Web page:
Every time I find myself waiting in some absurdly long line for something—which in NY is often since we’re always queuing up for a pastry or an art gallery or even Metro cards— I swear it’s the last time I’m gonna do it.
And then I go and read about a limited time only special collaboration Dominque Ansel breakfast sandwich at Shake Shake in the West Village and I think, “OK FINE. One more time. And then that’s it!”
Just a couple of days ago I read about the special edition egg katsu sando being sold only Friday and Saturday and until supplies lasted each day. I knew there was no way I’d make it there on Saturday morning so I made a detour on my way to work instead.
They opened at 8 and even though I got there just before then, the line was wrapped clear around the block. It moved at a decent pace but once I got in and placed my order, I still had to wait (and wait and wait and waaaiiit) for my food. At one point I seriously considered just leaving because I hadn’t been planning on being that late to work, but like waiting for the train, I knew the second I left, my order would be called and I wasn’t going to let the system win this time. Not on a Friday. Not over a breakfast sandwich I’d already paid for and waited too long for.
When my name was finally called, I grabbed my to-go bag and plopped down at the first open chair I saw, because while the original plan had been to eat at work, that just wasn’t gonna happen after all that waiting (and all the stomach growling).
I snapped a couple of pictures and then took a huge python-eating-a-whole-alligator sized bite and thought with a flood of relief, “Oh thank God.”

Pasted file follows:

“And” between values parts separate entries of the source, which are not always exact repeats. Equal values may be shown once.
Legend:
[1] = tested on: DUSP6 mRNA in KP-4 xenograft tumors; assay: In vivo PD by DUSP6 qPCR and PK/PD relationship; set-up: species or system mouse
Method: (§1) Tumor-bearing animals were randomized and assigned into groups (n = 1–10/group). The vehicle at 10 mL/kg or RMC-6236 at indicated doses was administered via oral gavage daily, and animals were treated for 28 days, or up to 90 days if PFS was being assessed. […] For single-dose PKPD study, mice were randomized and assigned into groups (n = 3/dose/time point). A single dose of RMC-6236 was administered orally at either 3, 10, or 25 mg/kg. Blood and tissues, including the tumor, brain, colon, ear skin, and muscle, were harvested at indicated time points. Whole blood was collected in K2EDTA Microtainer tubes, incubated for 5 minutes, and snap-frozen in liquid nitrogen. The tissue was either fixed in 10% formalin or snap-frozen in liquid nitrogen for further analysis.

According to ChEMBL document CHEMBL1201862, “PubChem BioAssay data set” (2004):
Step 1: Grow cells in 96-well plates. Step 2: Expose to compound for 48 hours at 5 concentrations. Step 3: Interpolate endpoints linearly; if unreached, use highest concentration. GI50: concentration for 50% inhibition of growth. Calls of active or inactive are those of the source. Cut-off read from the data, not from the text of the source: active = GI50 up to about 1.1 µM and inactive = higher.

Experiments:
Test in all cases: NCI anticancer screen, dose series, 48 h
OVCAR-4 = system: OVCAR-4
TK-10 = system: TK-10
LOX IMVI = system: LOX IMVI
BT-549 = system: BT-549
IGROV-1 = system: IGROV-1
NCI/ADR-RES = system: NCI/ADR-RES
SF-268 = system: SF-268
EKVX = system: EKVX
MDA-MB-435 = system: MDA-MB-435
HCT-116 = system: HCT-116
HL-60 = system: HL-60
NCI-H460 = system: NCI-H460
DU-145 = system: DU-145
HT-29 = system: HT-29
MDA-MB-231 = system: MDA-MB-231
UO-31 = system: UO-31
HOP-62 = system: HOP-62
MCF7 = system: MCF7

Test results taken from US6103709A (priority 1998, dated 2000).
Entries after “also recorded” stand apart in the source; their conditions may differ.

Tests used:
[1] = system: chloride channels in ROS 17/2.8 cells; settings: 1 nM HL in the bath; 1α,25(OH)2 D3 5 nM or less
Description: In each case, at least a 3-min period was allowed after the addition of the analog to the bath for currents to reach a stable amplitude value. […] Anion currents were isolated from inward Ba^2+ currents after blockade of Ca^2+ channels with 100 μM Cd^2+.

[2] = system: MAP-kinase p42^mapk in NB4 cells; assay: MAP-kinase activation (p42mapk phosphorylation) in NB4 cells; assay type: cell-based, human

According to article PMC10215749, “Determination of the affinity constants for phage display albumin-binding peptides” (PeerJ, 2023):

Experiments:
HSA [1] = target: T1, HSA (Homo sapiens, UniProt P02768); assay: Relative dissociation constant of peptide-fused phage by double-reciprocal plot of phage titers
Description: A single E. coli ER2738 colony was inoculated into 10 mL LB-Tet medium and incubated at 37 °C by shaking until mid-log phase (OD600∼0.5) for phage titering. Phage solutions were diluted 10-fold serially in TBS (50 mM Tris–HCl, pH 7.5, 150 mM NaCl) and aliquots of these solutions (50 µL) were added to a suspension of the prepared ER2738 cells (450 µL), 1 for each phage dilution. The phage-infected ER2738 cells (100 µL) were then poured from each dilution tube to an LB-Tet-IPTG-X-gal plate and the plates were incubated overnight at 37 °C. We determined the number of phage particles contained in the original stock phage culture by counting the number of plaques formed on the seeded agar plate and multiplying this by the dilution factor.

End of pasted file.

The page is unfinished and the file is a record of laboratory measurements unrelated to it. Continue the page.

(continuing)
The Shake Shake and Dominique Ansel egg katsu sando, a breakfast sandwich play on Japanese katsu (breaded cutlets) made with panko crusted steamed egg on fluffy milk bread and smeared thick with miso-honey mayo was absolutely worth the wait.
The super soft milk bread was subtly sweet and a great contrast to the crunchy, savory panko crust on the custard-like steamed eggs, with the miso-honey mayo adding a slightly tangy, sweet creaminess to everything. I’m not sure what kind of kitchen wizardry or cooking magic Dominique Ansel (who was actually there and working behind the line helping to crank out sandos!) used to make them, but those silky, steamed eggs, shaped into a delicious, thick hunk in the middle made this one of the best breakfast sandwiches I’ve ever had.
Based on how long it took from when I ordered to when I actually got the sandwich, I’m assuming this sadly won’t be a permanent new menu item at Shake Shack, but if it ever made another guest appearance there, I’d happily wait in that crazy line. Just one more time.